The 8K Association, a group led by leading makers of TVs and display panels focused to facilitate growth of the 8K ecosystem, this week introduced a list of minimal technical specifications that should be met by a TV carrying an 8K logotype. If the initiative is embraced widely by the industry, it will ensure that next-generation 8K televisions and monitors will offer consistent performance levels and therefore experience.

While resolution is a key characteristic of any display or TV, it clearly is not the only feature that defines quality and experience they provide. Nowadays, there are hundreds of mediocre 4K Ultra-HD 'HDR'-badged displays and TVs which use cheap panels and backlighting that lack proper bit depth, luminance, and color gamut that are essential for proper reproduction of 4K and HDR content. Such hardware ruins user experience and slowdowns adoption of new technologies by content creators.

To avoid such a situation in the looming 8K era and develop strict guidelines for next-generation TVs, AU Optronics, Samsung Electronics, Panasonic, Hisense, and TCL formed the 8K Association in January, 2019. Since then, the 8KA was also joined by Astro Design, ATEME, Chili, Innolux, Intel, Louis Pictures, Novatek, Samsung Display, Tencent, V-Silicon, and Xperi.

Recently, the 8K Association rolled out its first set of specifications covering 8K input parameters, display performance, interface, and media formats. In a nutshell, the 8KA wants an 8K TV or display to meet the following minimums:

  • Feature a resolution of 7680×4320 pixels
  • Support 24p, 30p, and 60p frames per second input framerate
  • Have a peak luminance of at least (a minimum of) 600 nits
  • Support HEVC codec
  • Use HDMI 2.1 interface

The 8K specification by the 8KA also covers things like bit depth, frame rate, chroma sub-sampling, black level, color gamut, white point, HDR modes, and additional codecs.

It remains to be seen whether 8KA’s initiative is embraced by other suppliers of televisions and SoCs, but the idea of making 8K Ultra-HD TVs and displays more appealing to the end user by guaranteeing certain experience certainly looks attractive.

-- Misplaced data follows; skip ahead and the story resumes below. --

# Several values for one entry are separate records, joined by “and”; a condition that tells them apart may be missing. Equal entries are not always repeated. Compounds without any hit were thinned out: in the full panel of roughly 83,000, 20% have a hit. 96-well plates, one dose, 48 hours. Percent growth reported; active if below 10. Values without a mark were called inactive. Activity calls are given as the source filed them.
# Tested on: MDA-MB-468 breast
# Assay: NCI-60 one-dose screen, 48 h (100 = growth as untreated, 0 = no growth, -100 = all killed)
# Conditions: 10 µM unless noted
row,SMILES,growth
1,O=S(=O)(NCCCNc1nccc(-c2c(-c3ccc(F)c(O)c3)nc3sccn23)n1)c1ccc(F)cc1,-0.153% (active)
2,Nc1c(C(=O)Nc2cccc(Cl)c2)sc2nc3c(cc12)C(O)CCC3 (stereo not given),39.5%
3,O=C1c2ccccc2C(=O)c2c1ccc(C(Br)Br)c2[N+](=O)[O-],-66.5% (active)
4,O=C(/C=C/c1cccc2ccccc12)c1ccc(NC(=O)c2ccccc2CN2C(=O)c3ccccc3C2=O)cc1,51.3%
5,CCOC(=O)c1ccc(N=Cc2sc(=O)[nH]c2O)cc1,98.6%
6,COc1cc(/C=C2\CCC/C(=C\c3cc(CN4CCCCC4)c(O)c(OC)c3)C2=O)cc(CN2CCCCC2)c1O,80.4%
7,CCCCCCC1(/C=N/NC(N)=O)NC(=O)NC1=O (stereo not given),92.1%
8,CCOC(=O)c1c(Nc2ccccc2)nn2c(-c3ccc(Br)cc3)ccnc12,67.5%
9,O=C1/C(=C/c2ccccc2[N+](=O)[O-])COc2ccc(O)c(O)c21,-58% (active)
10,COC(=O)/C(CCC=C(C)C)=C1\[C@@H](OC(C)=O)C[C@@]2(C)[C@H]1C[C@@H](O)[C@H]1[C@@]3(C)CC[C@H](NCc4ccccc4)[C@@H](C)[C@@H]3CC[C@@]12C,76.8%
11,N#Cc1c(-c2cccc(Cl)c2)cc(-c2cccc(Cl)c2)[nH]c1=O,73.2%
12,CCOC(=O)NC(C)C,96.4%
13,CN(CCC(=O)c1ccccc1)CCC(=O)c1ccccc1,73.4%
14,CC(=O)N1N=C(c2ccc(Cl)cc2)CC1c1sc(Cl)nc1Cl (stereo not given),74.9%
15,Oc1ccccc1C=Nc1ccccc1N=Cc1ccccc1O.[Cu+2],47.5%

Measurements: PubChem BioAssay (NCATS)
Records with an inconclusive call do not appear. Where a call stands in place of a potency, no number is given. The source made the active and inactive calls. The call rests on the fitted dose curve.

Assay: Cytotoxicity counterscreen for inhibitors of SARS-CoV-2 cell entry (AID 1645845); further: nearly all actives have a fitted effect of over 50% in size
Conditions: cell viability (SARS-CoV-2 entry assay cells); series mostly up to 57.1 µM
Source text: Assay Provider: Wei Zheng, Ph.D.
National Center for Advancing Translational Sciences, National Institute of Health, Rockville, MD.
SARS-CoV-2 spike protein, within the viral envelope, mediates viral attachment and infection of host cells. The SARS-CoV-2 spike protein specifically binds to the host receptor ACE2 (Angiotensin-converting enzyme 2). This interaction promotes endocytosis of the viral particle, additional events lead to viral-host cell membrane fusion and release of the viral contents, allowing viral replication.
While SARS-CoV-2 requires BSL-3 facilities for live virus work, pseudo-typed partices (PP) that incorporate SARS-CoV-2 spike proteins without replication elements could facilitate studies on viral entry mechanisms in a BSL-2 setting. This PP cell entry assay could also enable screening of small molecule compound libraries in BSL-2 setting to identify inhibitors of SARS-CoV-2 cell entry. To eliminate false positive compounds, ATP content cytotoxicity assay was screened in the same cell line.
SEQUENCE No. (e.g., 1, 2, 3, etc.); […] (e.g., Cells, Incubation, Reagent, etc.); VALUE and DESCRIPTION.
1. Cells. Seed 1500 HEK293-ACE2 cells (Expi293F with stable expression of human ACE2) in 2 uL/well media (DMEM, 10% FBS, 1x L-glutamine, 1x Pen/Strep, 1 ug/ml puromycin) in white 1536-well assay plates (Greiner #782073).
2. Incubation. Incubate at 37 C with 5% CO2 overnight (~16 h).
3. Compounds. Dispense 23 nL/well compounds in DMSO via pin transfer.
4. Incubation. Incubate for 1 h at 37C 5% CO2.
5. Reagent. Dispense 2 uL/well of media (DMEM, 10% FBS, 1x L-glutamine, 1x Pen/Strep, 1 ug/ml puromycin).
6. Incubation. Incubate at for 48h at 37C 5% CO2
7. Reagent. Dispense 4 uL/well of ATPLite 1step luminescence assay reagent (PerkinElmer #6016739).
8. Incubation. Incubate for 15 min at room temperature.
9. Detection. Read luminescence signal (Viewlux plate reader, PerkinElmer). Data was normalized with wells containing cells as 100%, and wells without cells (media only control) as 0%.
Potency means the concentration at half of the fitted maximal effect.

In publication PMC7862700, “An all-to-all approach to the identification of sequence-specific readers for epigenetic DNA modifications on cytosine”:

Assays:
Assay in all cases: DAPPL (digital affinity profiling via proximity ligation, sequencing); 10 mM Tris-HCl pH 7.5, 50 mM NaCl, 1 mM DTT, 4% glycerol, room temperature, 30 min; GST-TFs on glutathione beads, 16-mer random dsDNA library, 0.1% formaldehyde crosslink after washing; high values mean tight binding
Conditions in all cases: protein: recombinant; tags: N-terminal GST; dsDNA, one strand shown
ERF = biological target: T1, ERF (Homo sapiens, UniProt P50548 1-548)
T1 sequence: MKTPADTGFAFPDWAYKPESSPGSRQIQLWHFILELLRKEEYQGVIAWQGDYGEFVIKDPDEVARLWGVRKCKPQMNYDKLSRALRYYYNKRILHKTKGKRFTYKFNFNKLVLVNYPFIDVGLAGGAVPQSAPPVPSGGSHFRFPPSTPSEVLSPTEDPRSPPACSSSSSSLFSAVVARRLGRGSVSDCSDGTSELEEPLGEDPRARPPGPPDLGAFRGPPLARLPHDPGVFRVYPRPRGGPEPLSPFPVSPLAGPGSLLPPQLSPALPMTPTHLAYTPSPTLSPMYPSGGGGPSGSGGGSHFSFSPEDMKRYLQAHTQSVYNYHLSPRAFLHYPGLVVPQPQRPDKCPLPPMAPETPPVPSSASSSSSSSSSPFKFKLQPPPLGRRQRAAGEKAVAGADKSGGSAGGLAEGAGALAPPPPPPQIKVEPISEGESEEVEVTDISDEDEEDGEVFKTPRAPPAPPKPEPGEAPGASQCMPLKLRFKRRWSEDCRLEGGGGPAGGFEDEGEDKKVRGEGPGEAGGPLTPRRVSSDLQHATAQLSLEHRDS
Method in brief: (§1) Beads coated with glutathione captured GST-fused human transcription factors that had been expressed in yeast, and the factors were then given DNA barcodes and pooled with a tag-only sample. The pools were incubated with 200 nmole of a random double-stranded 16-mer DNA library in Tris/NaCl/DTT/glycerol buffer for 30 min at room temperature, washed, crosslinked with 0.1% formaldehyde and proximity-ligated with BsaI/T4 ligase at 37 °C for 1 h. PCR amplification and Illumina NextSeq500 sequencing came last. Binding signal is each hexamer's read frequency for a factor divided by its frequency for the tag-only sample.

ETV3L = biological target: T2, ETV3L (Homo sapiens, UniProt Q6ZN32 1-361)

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Source: 8K Association (via Hexus)

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  • JoeyJoJo123 - Wednesday, September 4, 2019 - link

    I'm hoping this is where the resolution race ends. Further increases in resolution have minimal impacts on visual fidelity while massively increasing the video bandwidth needed.

    Assuming better scalers are integrated into TVs or even native integer scaling support, 8K can support integer scaled 240p (18x18), 480p (9x9), 720p (6x6), 1080p (4x4), 1440p (3x3), 2160/4K (2x2) content, and could (with a good integer resolution scaler) therefore function "similarly" to CRTs of the past with good support for multiple resolutions with minimal (if any) loss in quality. 4K TVs could not support an integer scale for 480p or 1440p content while keeping the screen filled.

    After this, I hope TV manufacturers stay on 8k, but focus on features like better video scalers, better refresh rates, better pixel response times, better input lag, better contrast ratio, wider color gamuts, etc, as these are all going to have larger effects on picture quality over just increasing resolution yet again.